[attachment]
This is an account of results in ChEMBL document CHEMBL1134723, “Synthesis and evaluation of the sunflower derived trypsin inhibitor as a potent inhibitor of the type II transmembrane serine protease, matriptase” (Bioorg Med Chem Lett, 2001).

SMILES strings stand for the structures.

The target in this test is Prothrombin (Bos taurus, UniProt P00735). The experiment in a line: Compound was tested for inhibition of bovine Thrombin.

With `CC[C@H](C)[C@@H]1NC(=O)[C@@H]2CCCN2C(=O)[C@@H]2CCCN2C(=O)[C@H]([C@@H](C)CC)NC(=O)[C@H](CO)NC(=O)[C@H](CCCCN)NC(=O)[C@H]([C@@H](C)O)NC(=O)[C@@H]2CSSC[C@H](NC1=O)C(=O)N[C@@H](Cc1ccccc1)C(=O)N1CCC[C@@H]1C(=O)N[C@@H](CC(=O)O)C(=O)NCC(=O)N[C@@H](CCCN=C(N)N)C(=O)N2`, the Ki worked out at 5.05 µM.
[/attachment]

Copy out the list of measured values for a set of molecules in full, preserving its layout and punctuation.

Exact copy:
This is an account of results in ChEMBL document CHEMBL1134723, “Synthesis and evaluation of the sunflower derived trypsin inhibitor as a potent inhibitor of the type II transmembrane serine protease, matriptase” (Bioorg Med Chem Lett, 2001).

SMILES strings stand for the structures.

The target in this test is Prothrombin (Bos taurus, UniProt P00735). The experiment in a line: Compound was tested for inhibition of bovine Thrombin.

With `CC[C@H](C)[C@@H]1NC(=O)[C@@H]2CCCN2C(=O)[C@@H]2CCCN2C(=O)[C@H]([C@@H](C)CC)NC(=O)[C@H](CO)NC(=O)[C@H](CCCCN)NC(=O)[C@H]([C@@H](C)O)NC(=O)[C@@H]2CSSC[C@H](NC1=O)C(=O)N[C@@H](Cc1ccccc1)C(=O)N1CCC[C@@H]1C(=O)N[C@@H](CC(=O)O)C(=O)NCC(=O)N[C@@H](CCCN=C(N)N)C(=O)N2`, the Ki worked out at 5.05 µM.